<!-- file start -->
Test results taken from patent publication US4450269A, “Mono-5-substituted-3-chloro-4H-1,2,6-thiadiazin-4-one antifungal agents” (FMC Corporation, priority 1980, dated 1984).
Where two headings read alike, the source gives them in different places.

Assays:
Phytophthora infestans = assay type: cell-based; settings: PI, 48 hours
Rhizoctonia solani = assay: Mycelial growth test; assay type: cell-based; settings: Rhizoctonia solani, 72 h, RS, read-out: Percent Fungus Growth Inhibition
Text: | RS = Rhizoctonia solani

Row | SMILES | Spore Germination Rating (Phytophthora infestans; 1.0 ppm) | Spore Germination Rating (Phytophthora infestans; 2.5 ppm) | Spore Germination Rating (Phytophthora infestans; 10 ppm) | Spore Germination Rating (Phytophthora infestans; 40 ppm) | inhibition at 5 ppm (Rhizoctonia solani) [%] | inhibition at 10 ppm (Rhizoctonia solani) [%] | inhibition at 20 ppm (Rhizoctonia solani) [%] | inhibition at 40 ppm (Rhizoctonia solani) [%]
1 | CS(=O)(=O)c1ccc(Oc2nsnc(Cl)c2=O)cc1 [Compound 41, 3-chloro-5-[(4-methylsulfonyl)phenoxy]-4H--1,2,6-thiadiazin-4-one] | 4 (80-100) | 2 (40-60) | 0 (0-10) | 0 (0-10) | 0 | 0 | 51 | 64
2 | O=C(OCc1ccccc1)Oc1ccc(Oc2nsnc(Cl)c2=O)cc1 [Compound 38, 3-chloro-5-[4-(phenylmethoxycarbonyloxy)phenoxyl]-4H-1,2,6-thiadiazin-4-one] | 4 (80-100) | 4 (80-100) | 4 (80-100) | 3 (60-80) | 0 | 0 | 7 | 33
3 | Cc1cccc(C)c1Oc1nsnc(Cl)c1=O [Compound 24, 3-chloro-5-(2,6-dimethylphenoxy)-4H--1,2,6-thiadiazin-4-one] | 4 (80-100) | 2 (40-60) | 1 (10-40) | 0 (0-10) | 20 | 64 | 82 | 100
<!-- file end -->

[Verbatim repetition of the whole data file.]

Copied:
Test results taken from patent publication US4450269A, “Mono-5-substituted-3-chloro-4H-1,2,6-thiadiazin-4-one antifungal agents” (FMC Corporation, priority 1980, dated 1984).
Where two headings read alike, the source gives them in different places.

Assays:
Phytophthora infestans = assay type: cell-based; settings: PI, 48 hours
Rhizoctonia solani = assay: Mycelial growth test; assay type: cell-based; settings: Rhizoctonia solani, 72 h, RS, read-out: Percent Fungus Growth Inhibition
Text: | RS = Rhizoctonia solani

Row | SMILES | Spore Germination Rating (Phytophthora infestans; 1.0 ppm) | Spore Germination Rating (Phytophthora infestans; 2.5 ppm) | Spore Germination Rating (Phytophthora infestans; 10 ppm) | Spore Germination Rating (Phytophthora infestans; 40 ppm) | inhibition at 5 ppm (Rhizoctonia solani) [%] | inhibition at 10 ppm (Rhizoctonia solani) [%] | inhibition at 20 ppm (Rhizoctonia solani) [%] | inhibition at 40 ppm (Rhizoctonia solani) [%]
1 | CS(=O)(=O)c1ccc(Oc2nsnc(Cl)c2=O)cc1 [Compound 41, 3-chloro-5-[(4-methylsulfonyl)phenoxy]-4H--1,2,6-thiadiazin-4-one] | 4 (80-100) | 2 (40-60) | 0 (0-10) | 0 (0-10) | 0 | 0 | 51 | 64
2 | O=C(OCc1ccccc1)Oc1ccc(Oc2nsnc(Cl)c2=O)cc1 [Compound 38, 3-chloro-5-[4-(phenylmethoxycarbonyloxy)phenoxyl]-4H-1,2,6-thiadiazin-4-one] | 4 (80-100) | 4 (80-100) | 4 (80-100) | 3 (60-80) | 0 | 0 | 7 | 33
3 | Cc1cccc(C)c1Oc1nsnc(Cl)c1=O [Compound 24, 3-chloro-5-(2,6-dimethylphenoxy)-4H--1,2,6-thiadiazin-4-one] | 4 (80-100) | 2 (40-60) | 1 (10-40) | 0 (0-10) | 20 | 64 | 82 | 100